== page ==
Computers use only two symbols, zero and one. They replace familiar decimal numbers by strings of zeroes and ones. The quantity two looks like a decimal ten (a one with a zero at its right). The quantity eight is a one symbol followed at its right by three zeroes). Other quantities like sixteen (one with four zeroes at the right) and thirty-two (one and five zeroes) are composed taking advantage of the notion that doubling is the same as adding another zero at the right.

The same zero/one symbols can be adjoined in ways that signal that a non-number is represented. Some specifics are alphabetic lower-case letters, capital letters, and punctuation marks. Even colors can be signalled by zero/one symbols.

Here are a few challenges. They are areas to think about, things that are more like entry points to fundamental ideas than processes to master (like long division).

## Transfer Images To People Far Away |
## Create and Show New Patterns |
## Support World-Wide Communication |

## Drawings |
## "Paintings" |
## World Weather* |

http://rsd.gsfc.nasa.gov/goese/autogvar/goes8/full_earth/color/latest.color.jpg

## Halve Eleven |
## Cut Binary Eleven |
## Baseball Arithmetic |

## 9 Apples, 4 Baskets## Each Holds Odd # |
## Pizza: 3 Linear Cuts,## 8 Equal Slices |
## Exponential Power |

## Large Numbers |
## Puzzles |
## Juegos |

Adding or multiplying numbers when there is no last item is a little
like the idea of the rabbit trying to catch a snail who has a one mile
head start. The puzzle goes that while the rabbit runs to the half-mile point
the snail moves forward. That means that when the rabbit makes it to the
three-quarter mile point, the seven-eighths marker, etc., there always
will be distance remaining to catch the snail. The same kind of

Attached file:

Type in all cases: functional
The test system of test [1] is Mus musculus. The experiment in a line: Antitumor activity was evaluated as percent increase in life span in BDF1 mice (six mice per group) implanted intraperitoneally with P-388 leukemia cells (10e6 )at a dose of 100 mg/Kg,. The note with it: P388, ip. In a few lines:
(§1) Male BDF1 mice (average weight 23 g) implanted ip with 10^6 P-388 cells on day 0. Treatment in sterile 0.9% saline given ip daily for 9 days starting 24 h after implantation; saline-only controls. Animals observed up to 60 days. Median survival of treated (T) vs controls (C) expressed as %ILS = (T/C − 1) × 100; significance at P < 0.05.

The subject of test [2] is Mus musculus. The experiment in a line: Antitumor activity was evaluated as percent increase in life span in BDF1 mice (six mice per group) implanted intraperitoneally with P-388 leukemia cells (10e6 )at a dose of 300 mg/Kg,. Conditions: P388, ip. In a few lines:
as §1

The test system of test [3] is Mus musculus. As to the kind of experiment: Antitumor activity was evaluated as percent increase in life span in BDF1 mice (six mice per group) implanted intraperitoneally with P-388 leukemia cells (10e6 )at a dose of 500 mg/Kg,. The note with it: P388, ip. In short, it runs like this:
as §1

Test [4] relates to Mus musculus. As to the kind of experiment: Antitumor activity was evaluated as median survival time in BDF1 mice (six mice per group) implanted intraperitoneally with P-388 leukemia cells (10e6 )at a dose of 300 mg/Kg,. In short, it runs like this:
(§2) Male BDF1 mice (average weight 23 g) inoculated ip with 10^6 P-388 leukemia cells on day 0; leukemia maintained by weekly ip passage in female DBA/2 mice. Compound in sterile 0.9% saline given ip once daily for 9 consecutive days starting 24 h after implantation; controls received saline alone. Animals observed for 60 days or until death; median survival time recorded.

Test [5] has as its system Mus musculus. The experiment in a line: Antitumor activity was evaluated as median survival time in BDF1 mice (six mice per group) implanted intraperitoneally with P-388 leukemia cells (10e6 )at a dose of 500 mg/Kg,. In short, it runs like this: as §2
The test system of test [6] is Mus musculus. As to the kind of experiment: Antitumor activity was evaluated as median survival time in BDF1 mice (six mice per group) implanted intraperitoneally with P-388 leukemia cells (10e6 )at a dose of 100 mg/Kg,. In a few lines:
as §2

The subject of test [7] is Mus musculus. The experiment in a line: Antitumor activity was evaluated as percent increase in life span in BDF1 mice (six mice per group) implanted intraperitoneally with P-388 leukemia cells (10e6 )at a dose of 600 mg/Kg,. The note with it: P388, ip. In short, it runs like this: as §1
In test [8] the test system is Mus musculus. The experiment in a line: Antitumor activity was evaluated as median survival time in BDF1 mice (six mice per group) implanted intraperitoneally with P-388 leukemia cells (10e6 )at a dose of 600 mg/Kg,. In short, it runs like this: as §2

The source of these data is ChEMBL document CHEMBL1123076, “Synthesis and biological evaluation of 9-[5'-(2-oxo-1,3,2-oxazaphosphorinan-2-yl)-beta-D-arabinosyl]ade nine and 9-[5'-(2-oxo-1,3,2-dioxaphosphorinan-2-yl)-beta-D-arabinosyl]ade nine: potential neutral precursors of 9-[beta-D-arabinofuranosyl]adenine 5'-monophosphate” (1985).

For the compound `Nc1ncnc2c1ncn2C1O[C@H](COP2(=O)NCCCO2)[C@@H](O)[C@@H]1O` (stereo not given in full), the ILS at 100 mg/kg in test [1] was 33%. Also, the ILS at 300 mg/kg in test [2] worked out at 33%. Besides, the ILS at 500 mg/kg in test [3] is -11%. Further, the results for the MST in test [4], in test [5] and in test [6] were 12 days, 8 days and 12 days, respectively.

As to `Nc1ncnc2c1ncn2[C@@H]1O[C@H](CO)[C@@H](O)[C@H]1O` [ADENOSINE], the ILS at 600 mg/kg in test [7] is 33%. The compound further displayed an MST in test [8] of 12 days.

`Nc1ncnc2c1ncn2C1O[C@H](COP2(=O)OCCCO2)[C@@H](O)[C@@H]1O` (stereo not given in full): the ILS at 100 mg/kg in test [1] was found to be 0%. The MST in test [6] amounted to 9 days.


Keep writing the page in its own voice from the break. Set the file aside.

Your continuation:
reasoning led to the view that the continually-smaller circles inside
the increasing-number-of-side polygons in the following figure get to a
smallest circle ... if we go far enough in the process. This idea is
called * limit * in mathematics.

## Powerful Image, Inner Limit |
## Powerful Image, Outer Limit |
## Four and Five Sided |

Mathematics | Writing |
Clicking on the Gustavus Raven image at the left just yields a larger image. The image is here because this figure symbolizes power. Mathematics knowledge is also a source of power. Mankind has developed because of social forces. Exercise by talking things over with others. Speaking |

Whether dealing with symbols or the underlying idea, mathematics deals with aspects of the world. Some things known from the past, e.g., the circle, go back to practical discoveries (the wheel). The symbol π

Many mathematical ideas are joined to special symbols used to concisely portray them. Sometimes the symbol blocks thinking, the notions that led to the concepts being understood in the first place. One such symbol is the ratio of the length of the boundary or circumference of a circle to its diameter, the line through the circle center which defines its widest crossing. That quantity is called π and pronounced by the sound

Finding π to greater accuracy was a significant task in mathematics up to a few hundred years ago.

Adding or multiplying numbers when there is no last item ... a situation usually summarized in a shorthand way by the word

Computer Mathematics In-Progress |
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http://www.cs.ucla.edu/~klinger/inprogress.html | 11/19/2008 Version |